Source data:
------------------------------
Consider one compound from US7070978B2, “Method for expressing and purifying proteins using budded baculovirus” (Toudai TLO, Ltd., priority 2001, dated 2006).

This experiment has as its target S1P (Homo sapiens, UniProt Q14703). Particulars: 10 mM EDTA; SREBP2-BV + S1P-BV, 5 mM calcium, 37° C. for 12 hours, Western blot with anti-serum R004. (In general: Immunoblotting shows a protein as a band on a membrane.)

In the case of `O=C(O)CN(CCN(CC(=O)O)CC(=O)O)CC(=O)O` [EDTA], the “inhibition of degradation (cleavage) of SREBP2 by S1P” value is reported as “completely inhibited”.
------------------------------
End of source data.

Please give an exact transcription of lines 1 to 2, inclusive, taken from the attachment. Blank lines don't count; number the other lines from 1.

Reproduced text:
Consider one compound from US7070978B2, “Method for expressing and purifying proteins using budded baculovirus” (Toudai TLO, Ltd., priority 2001, dated 2006).

This experiment has as its target S1P (Homo sapiens, UniProt Q14703). Particulars: 10 mM EDTA; SREBP2-BV + S1P-BV, 5 mM calcium, 37° C. for 12 hours, Western blot with anti-serum R004. (In general: Immunoblotting shows a protein as a band on a membrane.)